AMY GOODMAN: It’s interesting, James Bamford, who wrote Puzzle Palace, well known for his work on the CIA and National Security Agency, etc., in the Times is quoted as saying, "What’s going on today makes the 'family jewels' pale in comparison." In your sense of looking at these documents and your overall look at the documents you’ve had access to at the National Security Archive, how does it compare?

JOHN PRADOS: I’m not sure I would — I think that the situation is a little bit different than Jim’s quotation that you’ve got. Yes, today’s activities pale, in terms of the scale in which we’re carrying these things out and, in some senses, the sinister activities and techniques that we’ve so blithely resorted to. But there is a difference from the 1960s, and that is that then a much greater proportion of this activity was directed at Americans, whereas now a lot of this effort is aimed at foreign nationals.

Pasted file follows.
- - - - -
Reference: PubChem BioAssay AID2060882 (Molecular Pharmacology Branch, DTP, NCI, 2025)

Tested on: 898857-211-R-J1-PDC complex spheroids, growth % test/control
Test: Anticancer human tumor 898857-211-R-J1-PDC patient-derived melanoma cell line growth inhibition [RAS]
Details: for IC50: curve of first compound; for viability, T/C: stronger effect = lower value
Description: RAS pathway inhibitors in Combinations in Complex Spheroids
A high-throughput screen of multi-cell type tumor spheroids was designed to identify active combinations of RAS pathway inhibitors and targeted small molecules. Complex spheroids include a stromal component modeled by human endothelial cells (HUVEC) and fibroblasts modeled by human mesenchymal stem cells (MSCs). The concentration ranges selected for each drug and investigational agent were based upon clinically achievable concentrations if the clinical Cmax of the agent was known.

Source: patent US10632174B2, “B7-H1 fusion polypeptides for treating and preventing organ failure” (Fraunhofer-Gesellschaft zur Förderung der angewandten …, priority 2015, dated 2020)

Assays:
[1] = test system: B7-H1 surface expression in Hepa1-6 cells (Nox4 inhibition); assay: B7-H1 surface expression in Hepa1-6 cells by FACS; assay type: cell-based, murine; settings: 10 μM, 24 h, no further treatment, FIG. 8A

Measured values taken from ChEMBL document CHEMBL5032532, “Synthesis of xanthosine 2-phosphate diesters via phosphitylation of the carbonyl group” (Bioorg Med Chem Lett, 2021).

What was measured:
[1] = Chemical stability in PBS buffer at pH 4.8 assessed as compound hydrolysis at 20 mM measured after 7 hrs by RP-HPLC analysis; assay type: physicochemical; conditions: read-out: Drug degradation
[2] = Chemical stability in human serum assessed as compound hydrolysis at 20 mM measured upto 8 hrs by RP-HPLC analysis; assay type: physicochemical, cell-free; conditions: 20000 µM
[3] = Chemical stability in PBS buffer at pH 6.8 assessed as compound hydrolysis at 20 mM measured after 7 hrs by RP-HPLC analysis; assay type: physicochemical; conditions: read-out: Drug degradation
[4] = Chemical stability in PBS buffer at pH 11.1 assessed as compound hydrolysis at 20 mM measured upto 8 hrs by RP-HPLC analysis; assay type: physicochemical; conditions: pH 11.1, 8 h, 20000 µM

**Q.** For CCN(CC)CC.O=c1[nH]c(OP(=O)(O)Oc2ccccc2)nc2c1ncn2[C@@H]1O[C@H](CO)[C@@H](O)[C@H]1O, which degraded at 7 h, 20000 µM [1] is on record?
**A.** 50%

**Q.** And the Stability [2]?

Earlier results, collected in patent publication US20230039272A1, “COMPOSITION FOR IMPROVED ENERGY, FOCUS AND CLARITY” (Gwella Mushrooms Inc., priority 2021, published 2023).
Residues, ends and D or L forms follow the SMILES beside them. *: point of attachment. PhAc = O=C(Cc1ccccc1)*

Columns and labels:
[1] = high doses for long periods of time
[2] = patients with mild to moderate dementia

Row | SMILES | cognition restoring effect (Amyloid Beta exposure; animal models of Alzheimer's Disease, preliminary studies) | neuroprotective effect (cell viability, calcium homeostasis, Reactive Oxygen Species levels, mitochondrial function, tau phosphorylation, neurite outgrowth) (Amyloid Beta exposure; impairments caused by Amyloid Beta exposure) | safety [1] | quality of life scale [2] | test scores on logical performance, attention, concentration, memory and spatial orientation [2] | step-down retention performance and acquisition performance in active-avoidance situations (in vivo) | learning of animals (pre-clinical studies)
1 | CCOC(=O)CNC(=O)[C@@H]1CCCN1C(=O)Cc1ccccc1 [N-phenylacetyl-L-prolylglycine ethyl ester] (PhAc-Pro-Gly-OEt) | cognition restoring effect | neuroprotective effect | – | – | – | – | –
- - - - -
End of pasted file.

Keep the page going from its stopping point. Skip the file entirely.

AMY GOODMAN: I guess the question is, the document dump hasn’t been done at this point to know the extent of surveillance of Americans, people in this country.

JOHN PRADOS: Well, we’re talking about the "family jewels" here. Now, I will agree with you and with Jim that lots of surveillance of Americans has been done. But haven’t we shifted the operators here? You know, we’re having the military do the surveillance. We’re having the NSA collect everybody’s phone calls. So we’ve taken it away from these guys that are by law not supposed to be doing American stuff. We’ve shifted the playing field, if you like.

AMY GOODMAN: John Prados, I want to thank you for being with us, senior fellow at the National Security Archive.

JOHN PRADOS: My pleasure.

AMY GOODMAN: Thanks for joining us. And we will certainly link to all of these documents at our website, democracynow.org.